The Brighton has a traumatic drama in the breast of their family: the twenty years old Emily Brighton is intellectually disabled due to a fall when she was one, and her overprotective ... See full summary »
Two girl friends in Myrtle Beach, South Carolina find their relationship changing as they encounter new arrivals to the town. Frankie works with her brother, Neil running their family's ... See full summary »
Robert J. Siegel
After 20 years of no contact with his father, Jack McCarthy (played by Hurley) travels from New York to his father Larry's death bed in Cork. Upon arrival he is furious to discover his ... See full summary »
Against the backdrop of Manhattan's changing literary and publishing world, aging novelist Leonard Schiller is asked by Heather Wolfe, a graduate student and budding literary critic, to agree to interviews. He's reluctant to spend the time: his health is failing and he wants to finish one more book. Also he's worried about his daughter, Ariel, who's approaching 40, underemployed, single and wanting a child. But he agrees, hoping Heather can help resurrect interest in his work. As Heather probes Frank's writing and his past, Ariel reconnects to a former lover. Emotions can be raw and messy, and as relationships change, who gets the better part of the bargain? Written by
Stu Richel played the husband of Jill Eikenberry in a scene with her former lover, played by Frank Langella. The Jill-Frank relationship was thought not to be "central to the spine of the story" and was dropped in the final cut. See more »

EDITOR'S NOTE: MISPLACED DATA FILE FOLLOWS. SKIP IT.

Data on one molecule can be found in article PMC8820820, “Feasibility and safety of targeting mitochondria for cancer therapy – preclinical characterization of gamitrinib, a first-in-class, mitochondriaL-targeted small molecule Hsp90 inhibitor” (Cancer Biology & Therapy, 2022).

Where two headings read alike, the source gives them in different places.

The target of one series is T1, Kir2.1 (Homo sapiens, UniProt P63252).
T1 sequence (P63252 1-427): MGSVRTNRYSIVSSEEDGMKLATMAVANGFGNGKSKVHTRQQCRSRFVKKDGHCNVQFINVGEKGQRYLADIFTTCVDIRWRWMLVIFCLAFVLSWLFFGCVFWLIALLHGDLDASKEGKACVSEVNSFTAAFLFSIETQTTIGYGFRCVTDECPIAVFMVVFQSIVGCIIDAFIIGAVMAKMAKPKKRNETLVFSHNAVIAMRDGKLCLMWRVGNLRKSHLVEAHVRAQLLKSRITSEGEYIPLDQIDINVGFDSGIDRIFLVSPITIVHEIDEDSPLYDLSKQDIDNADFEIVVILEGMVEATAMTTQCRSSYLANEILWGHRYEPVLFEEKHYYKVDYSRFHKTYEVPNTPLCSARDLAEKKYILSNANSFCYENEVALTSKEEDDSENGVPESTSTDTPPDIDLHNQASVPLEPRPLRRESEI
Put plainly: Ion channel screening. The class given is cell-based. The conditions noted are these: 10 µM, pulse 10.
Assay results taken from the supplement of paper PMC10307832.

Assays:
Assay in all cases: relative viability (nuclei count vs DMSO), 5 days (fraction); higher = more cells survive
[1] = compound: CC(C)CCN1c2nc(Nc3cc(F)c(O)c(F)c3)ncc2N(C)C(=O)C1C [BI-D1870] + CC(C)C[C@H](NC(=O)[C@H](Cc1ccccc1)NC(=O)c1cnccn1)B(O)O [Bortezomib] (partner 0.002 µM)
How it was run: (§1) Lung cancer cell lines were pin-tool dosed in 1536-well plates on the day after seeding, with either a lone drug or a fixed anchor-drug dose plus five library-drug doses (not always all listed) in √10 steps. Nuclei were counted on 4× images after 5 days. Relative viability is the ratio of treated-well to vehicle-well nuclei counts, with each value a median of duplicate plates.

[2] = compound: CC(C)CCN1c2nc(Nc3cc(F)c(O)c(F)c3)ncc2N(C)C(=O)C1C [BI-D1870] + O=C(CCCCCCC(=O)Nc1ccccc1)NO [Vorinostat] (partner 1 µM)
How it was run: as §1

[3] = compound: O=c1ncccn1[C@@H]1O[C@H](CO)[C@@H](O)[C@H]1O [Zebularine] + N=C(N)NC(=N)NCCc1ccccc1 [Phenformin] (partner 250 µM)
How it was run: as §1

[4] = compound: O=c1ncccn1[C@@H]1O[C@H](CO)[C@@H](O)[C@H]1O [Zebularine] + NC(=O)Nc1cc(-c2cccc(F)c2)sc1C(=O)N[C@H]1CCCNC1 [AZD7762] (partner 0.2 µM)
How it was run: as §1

When Ariel wears her t-shirt in close-up shots, her necklace switches back and forth between hanging outside the shirt and mostly hidden under the shirt. See more »
Men my age are like chewing gum; ten minutes of flavor, and then just bland repetition.
See more »
Movies about literary people too often sound like books rather than movies. The way characters talk doesn't jive with the way people actually sound in real life. Dialogue sounds scripted, phrases and speeches are too well put together.
This is a trap "Starting Out in the Evening" doesn't avoid, but it's easy to overlook that minor flaw, as the rest of the film is intelligent and thoughtful. The main reason to watch is Frank Langella, playing Leonard Schiller, an aging novelist who the world has forgotten and who is tempted to hope that his name might be revived by an idolatrous grad student who wants to do her thesis on his work. The grad student (Lauren Ambrose) is pushy and rather unlikable, but it makes sense that Leonard would take to her, as only someone as pushy as she could break through his reclusive facade. The relationship these two embark upon is complicated to say the least, and both actors navigate the tricky terrain well.
A subplot involves Leonard's daughter (played by Lili Taylor, who it was a pleasure to see again) and her rekindled relationship with a man of whom Leonard does not approve (Adrian Lester).
"Starting Out in the Evening" is one of those ultra-sombre movies that takes place in the dead of winter, when everything is cold and dead, and in which the predominant color scheme is brown and gray. But the cast brings enough vitality to the film, and the screenplay is unpredictable enough, that the end product is engaging rather than depressing.
10 of 10 people found this review helpful.
Was this review helpful to you?